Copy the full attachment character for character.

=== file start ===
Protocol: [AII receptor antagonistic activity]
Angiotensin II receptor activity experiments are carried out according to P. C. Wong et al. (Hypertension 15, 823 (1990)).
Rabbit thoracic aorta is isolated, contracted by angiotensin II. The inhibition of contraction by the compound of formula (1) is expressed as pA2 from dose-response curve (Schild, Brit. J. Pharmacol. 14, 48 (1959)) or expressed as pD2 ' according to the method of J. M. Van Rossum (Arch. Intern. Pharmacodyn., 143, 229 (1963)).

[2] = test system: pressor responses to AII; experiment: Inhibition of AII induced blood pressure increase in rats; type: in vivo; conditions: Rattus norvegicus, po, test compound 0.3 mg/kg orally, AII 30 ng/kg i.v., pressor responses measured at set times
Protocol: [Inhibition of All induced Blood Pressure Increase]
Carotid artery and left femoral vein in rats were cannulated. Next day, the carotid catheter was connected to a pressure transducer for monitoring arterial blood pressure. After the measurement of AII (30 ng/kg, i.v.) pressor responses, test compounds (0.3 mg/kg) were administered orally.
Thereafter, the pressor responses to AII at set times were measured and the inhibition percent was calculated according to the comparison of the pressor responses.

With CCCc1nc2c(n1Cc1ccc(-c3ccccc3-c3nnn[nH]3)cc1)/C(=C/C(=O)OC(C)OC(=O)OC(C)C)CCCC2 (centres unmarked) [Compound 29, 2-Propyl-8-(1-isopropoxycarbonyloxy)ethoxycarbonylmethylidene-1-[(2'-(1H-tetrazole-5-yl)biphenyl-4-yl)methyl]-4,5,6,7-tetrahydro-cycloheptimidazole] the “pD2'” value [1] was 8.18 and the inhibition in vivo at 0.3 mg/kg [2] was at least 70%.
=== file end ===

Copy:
Protocol: [AII receptor antagonistic activity]
Angiotensin II receptor activity experiments are carried out according to P. C. Wong et al. (Hypertension 15, 823 (1990)).
Rabbit thoracic aorta is isolated, contracted by angiotensin II. The inhibition of contraction by the compound of formula (1) is expressed as pA2 from dose-response curve (Schild, Brit. J. Pharmacol. 14, 48 (1959)) or expressed as pD2 ' according to the method of J. M. Van Rossum (Arch. Intern. Pharmacodyn., 143, 229 (1963)).

[2] = test system: pressor responses to AII; experiment: Inhibition of AII induced blood pressure increase in rats; type: in vivo; conditions: Rattus norvegicus, po, test compound 0.3 mg/kg orally, AII 30 ng/kg i.v., pressor responses measured at set times
Protocol: [Inhibition of All induced Blood Pressure Increase]
Carotid artery and left femoral vein in rats were cannulated. Next day, the carotid catheter was connected to a pressure transducer for monitoring arterial blood pressure. After the measurement of AII (30 ng/kg, i.v.) pressor responses, test compounds (0.3 mg/kg) were administered orally.
Thereafter, the pressor responses to AII at set times were measured and the inhibition percent was calculated according to the comparison of the pressor responses.

With CCCc1nc2c(n1Cc1ccc(-c3ccccc3-c3nnn[nH]3)cc1)/C(=C/C(=O)OC(C)OC(=O)OC(C)C)CCCC2 (centres unmarked) [Compound 29, 2-Propyl-8-(1-isopropoxycarbonyloxy)ethoxycarbonylmethylidene-1-[(2'-(1H-tetrazole-5-yl)biphenyl-4-yl)methyl]-4,5,6,7-tetrahydro-cycloheptimidazole] the “pD2'” value [1] was 8.18 and the inhibition in vivo at 0.3 mg/kg [2] was at least 70%.